Concerns about students using smokeless tobacco products in order to vape or ‘juul’ in Saucon Valley High School bathrooms led school officials to close them off on Tuesday.
JUUL is a brand name of an e-cigarette in which nicotine salts are used.
A number of students and parents complained about the abrupt closure and in a message to Saucon Source one student said Wednesday that five of the seven bathrooms were locked.
Saucon Source has chosen not to name the student because of a request to remain anonymous and due to the sensitive nature of the information that was shared.
The closure “meant that around 737 students were limited to one bathroom in the main building, and one in the connected science wing,” the student said, adding that “chaos ensued” when students were told that the bathroom closures would be permanent.
“Students were being scolded for being late to class or being gone longer than 10 minutes (which is normally classified as cutting class) because they only had one restroom to use,” the student said. “A majority of the students had anxiety about going at all, which is a problem in itself because of how many health issues students have that relate to this issue.”
In an email response to Saucon Source on Wednesday, high school principal Tamara Gary–who was shown the message from the student informant with their name redacted–said high school students were never told the closure of the bathrooms was permanent, and that students should feel comfortable talking to her about their concerns.
Gary, in her email, confirmed that there was a coincidental plumbing problem in one of the bathrooms at the same time as the planned closure was taking place.
“During one lunch period one bathroom had to be closed as maintenance needed to snake a drain,” she said. “This took approximately 40 minutes until it was reopened.”
“I appreciate the emotion and passion of the student, and I encourage students to come to speak with me about any issue,” Gary said. “We are working to improve culture and to build trust in our school community. We can only be successful if we work together and not against each other.”
Gary said the increase in studends vaping and juuling in the bathrooms had created a health and safety issue.
“We were limiting the number of bathrooms for better supervision and monitoring students who are frequently leaving class and in the hallways to improve the situation,” she said. “There were two hallway bathrooms open, as well as the bathrooms in the locker rooms, and nurse’s office.”
Responding to other concerns raised in the message from the student, Gary said attendants were not sitting in bathrooms and bathroom doors had not been removed or would be removed.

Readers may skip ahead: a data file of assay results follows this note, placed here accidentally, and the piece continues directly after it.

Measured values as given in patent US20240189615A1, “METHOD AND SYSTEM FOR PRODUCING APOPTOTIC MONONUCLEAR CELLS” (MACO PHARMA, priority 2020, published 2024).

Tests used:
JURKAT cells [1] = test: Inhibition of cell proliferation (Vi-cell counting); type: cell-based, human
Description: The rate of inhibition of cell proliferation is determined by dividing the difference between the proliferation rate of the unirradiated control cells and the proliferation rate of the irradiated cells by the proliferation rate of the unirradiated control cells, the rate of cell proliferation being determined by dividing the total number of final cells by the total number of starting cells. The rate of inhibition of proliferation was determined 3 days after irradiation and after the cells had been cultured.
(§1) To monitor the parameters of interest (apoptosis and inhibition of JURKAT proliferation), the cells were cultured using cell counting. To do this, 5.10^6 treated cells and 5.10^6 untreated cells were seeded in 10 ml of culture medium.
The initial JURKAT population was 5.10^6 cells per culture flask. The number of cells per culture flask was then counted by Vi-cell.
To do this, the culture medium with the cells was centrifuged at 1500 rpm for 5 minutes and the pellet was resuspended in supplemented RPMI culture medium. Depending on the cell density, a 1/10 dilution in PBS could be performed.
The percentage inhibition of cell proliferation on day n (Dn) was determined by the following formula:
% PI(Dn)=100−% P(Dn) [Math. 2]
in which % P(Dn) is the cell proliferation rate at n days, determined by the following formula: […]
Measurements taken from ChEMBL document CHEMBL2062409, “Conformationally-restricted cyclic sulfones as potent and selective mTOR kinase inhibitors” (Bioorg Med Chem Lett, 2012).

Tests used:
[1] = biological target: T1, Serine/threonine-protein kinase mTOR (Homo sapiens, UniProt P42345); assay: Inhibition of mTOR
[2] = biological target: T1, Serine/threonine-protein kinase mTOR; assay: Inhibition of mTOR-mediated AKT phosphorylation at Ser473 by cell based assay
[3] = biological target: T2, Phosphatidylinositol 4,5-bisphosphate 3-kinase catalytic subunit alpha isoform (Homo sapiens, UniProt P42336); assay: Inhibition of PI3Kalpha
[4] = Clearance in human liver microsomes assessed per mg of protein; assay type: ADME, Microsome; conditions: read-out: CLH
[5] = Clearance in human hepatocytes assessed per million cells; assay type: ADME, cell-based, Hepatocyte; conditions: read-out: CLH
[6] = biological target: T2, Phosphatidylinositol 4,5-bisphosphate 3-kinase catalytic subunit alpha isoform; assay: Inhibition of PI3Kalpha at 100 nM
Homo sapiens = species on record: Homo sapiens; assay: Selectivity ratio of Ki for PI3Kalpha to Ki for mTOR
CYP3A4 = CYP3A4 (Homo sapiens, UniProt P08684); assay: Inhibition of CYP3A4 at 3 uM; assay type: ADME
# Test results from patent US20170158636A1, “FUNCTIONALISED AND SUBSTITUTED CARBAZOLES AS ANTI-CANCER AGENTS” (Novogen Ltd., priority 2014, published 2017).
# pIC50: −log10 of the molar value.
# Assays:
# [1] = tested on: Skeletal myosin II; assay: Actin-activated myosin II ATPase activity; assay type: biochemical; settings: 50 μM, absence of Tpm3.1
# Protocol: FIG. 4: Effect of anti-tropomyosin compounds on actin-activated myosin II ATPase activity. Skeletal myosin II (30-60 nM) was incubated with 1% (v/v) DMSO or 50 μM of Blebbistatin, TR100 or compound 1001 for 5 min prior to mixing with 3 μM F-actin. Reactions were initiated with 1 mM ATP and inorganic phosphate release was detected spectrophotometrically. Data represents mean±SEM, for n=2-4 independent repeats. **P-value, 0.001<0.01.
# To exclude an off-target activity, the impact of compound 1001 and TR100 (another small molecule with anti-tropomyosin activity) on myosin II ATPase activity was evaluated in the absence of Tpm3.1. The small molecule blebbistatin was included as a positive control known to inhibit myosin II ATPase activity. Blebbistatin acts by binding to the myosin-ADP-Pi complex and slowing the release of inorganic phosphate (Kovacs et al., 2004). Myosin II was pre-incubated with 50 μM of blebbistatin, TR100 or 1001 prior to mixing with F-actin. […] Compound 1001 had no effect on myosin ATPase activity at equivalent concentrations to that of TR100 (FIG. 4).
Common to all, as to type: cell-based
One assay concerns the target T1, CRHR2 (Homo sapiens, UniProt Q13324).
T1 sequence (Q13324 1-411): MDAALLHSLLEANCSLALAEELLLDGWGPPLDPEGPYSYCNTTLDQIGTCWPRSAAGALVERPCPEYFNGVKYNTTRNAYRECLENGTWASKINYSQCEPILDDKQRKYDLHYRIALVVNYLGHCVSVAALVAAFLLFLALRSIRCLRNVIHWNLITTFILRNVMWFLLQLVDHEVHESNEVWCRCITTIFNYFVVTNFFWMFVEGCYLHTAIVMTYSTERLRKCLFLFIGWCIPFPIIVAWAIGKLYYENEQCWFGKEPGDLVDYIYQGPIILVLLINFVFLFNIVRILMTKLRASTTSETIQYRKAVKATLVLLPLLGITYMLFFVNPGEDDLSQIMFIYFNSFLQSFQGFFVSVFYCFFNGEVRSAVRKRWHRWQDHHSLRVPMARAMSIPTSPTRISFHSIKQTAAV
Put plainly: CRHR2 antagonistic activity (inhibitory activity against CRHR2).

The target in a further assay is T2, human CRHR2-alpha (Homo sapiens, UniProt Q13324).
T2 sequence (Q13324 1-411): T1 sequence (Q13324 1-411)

Two photos sent to Saucon Source on Wednesday and Thursday by a parent, however, show girls and boys bathroom doors that are propped open.
Saucon Source is honoring a request by this parent to remain anonymous.
The parent said the doors have been left permanently open since Friday, Oct. 5, and that doing so represents an unacceptable privacy issue, “especially in today’s world.”
“It’s disgusting,” the parent said. “You should not be walking down the hall and be able to see a fellow classmate using the bathroom. It’s wrong.”
As of Friday evening Gary had not responded to a Saucon Source follow-up email sent Thursday morning in which the lack of closed bathroom doors was questioned.
Saucon Source also asked whether the high school adminstration had notified the Lower Saucon Township zoning officer that it would be reducing the number of bathrooms available for student use on Tuesday.
Municipal building codes mandate that a certain number of restrooms be available based upon the number of occupants in a certain building.
In an email that was sent to parents late Thursday, Gary stressed that a recent increase in the use of vaping and JUUL products in the high school bathrooms was behind the temporary closure.
“The number of bathrooms open were limited so that the hall monitors coudl more closely regulate the situation,” she said. “The use of vapes, JUULs and e-cigarettes by teenagers has become a national issue as usage has increased tremendously. It is our hope that the conversation between parents, students, the high school, and community will help to find a way to combat this problem.”
Gary also included in the email links to videos about JUULing which she encouraged parents to watch.
She said that on Wednesday, Oct. 17 from 6 to 7:30 p.m. Caron Treatment Center Student Assistant Program Specialist Alison Odin, M.Ed, “will present a PREP (Prevention Resources and Education for Parents)” program in the high school auditorium.
“She will be discussing many issues to give parents the knowledge and resources to help them understand the issues that teenagers are facing today,” Gary wrote.
The matter of the high school bathrooms was reportedly also discussed by parents who attended a Community Outreach meeting regarding school district safety Wednesday.